As my husband & I were driving, I talked with my husband about how many people think that teaching is such a cushy job. They have no idea how intense it is or how much planning goes into teaching one lesson. A lesson that might take one day in a general education class may very well take up to a week or more in a special education class; especially if they have no to little foundation. You have to cover all the basics. You can’t take anything for granted. You can’t even think that the students know what a plus or minus sign are. My husband told me that he thought that it was simple. That you just do A, B, & C. I had to tell him that that would probably work in a general education class, but not in a special education class.
“Why wouldn’t it work in a special education class?” he asked.
“Okay, the method you just described wouldn’t work with someone with a visual processing disorder.” I told him.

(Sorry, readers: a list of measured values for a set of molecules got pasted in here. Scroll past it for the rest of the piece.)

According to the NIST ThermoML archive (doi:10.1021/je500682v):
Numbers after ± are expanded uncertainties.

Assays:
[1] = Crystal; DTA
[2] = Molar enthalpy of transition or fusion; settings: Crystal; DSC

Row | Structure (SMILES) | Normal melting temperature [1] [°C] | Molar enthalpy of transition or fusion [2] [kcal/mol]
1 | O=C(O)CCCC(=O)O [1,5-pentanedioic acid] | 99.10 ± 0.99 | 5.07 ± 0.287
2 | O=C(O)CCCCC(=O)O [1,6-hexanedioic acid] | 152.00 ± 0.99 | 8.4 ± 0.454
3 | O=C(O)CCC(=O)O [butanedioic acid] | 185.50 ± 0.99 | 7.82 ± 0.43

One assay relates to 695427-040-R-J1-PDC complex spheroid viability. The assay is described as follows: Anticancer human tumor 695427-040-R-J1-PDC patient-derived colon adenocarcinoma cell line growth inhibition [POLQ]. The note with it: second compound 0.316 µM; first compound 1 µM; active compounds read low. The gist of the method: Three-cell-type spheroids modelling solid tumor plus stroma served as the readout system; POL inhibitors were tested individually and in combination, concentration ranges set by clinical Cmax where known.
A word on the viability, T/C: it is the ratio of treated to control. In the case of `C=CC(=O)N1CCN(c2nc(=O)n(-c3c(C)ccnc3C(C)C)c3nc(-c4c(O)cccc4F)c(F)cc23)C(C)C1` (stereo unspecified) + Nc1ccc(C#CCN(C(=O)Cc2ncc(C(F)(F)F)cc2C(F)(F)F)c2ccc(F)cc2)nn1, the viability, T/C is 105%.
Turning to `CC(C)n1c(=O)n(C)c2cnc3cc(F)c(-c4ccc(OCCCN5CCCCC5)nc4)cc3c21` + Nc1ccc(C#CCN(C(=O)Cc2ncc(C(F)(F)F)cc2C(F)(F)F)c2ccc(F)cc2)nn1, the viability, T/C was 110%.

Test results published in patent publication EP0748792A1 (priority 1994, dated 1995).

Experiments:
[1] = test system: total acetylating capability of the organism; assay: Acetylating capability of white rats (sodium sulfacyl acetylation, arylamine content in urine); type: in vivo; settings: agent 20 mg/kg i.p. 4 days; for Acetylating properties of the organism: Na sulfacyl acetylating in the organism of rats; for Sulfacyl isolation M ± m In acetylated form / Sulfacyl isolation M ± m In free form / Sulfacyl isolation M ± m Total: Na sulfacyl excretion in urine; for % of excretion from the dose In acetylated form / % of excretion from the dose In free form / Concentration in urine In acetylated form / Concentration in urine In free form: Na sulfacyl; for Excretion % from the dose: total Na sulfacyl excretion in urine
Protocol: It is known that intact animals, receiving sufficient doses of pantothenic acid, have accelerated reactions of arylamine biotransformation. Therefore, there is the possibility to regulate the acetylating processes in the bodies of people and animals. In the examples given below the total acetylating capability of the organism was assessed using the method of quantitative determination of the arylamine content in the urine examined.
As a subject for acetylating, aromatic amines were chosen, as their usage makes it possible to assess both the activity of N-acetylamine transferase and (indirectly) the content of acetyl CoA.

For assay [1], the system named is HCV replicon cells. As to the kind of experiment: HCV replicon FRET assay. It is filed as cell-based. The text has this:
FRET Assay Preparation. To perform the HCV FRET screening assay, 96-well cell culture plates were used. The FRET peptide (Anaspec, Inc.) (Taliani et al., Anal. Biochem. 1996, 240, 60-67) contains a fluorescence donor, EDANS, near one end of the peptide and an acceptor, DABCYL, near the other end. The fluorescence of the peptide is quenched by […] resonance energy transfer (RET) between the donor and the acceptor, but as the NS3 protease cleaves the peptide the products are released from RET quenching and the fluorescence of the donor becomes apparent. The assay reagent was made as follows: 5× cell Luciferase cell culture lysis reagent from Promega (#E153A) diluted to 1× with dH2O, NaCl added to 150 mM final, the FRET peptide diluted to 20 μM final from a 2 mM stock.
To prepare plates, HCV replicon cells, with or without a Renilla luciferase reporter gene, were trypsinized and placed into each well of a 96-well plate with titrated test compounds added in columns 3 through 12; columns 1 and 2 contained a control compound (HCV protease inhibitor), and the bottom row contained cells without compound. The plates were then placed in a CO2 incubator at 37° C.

“What is a visual processing disorder?” he asked
Okay, a visual processing disorder is basically when the student needs to do more than see what you’re trying to explain. They have a hard time processing information by sight alone. They may need to see it, hear it and touch it also. Therein lies the problem. When I first started I didn’t know what visual or auditory processing disorders were. My husband & I continued the conversation during which I explained visual processing disorder, auditory processing disorder, and the many teaching methods and techniques used to reach special education students. Thankfully my husband understood by the end of the conversation. Now, all I need to do is make head way with some of the general education teachers I’ve worked with.